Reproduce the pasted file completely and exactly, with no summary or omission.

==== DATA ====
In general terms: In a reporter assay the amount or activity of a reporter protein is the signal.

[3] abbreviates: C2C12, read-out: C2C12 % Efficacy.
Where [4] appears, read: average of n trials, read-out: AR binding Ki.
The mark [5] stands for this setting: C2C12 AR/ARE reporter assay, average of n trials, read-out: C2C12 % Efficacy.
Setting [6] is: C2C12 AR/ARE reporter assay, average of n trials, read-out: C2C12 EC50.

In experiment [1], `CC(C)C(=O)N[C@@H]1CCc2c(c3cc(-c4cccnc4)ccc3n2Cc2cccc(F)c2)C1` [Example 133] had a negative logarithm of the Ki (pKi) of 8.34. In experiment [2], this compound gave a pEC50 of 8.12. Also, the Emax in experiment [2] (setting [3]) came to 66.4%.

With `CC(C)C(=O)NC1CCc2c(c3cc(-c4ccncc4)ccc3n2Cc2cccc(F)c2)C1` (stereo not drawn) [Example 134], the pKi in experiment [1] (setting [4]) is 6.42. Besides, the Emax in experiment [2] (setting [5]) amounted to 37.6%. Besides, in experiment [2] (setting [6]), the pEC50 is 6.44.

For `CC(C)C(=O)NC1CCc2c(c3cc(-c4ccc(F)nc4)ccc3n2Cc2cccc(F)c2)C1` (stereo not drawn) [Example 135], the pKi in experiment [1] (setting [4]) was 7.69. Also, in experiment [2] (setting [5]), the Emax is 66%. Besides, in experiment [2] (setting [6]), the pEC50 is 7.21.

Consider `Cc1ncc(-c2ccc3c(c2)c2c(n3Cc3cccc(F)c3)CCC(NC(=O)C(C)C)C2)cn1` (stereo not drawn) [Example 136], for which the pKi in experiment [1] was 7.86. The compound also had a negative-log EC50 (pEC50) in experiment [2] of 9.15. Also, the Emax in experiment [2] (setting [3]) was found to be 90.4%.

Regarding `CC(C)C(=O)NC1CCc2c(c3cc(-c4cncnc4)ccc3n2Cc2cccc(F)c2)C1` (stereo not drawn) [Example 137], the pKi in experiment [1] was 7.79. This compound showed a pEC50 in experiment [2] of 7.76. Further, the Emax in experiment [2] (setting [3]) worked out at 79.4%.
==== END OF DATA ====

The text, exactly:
In general terms: In a reporter assay the amount or activity of a reporter protein is the signal.

[3] abbreviates: C2C12, read-out: C2C12 % Efficacy.
Where [4] appears, read: average of n trials, read-out: AR binding Ki.
The mark [5] stands for this setting: C2C12 AR/ARE reporter assay, average of n trials, read-out: C2C12 % Efficacy.
Setting [6] is: C2C12 AR/ARE reporter assay, average of n trials, read-out: C2C12 EC50.

In experiment [1], `CC(C)C(=O)N[C@@H]1CCc2c(c3cc(-c4cccnc4)ccc3n2Cc2cccc(F)c2)C1` [Example 133] had a negative logarithm of the Ki (pKi) of 8.34. In experiment [2], this compound gave a pEC50 of 8.12. Also, the Emax in experiment [2] (setting [3]) came to 66.4%.

With `CC(C)C(=O)NC1CCc2c(c3cc(-c4ccncc4)ccc3n2Cc2cccc(F)c2)C1` (stereo not drawn) [Example 134], the pKi in experiment [1] (setting [4]) is 6.42. Besides, the Emax in experiment [2] (setting [5]) amounted to 37.6%. Besides, in experiment [2] (setting [6]), the pEC50 is 6.44.

For `CC(C)C(=O)NC1CCc2c(c3cc(-c4ccc(F)nc4)ccc3n2Cc2cccc(F)c2)C1` (stereo not drawn) [Example 135], the pKi in experiment [1] (setting [4]) was 7.69. Also, in experiment [2] (setting [5]), the Emax is 66%. Besides, in experiment [2] (setting [6]), the pEC50 is 7.21.

Consider `Cc1ncc(-c2ccc3c(c2)c2c(n3Cc3cccc(F)c3)CCC(NC(=O)C(C)C)C2)cn1` (stereo not drawn) [Example 136], for which the pKi in experiment [1] was 7.86. The compound also had a negative-log EC50 (pEC50) in experiment [2] of 9.15. Also, the Emax in experiment [2] (setting [3]) was found to be 90.4%.

Regarding `CC(C)C(=O)NC1CCc2c(c3cc(-c4cncnc4)ccc3n2Cc2cccc(F)c2)C1` (stereo not drawn) [Example 137], the pKi in experiment [1] was 7.79. This compound showed a pEC50 in experiment [2] of 7.76. Further, the Emax in experiment [2] (setting [3]) worked out at 79.4%.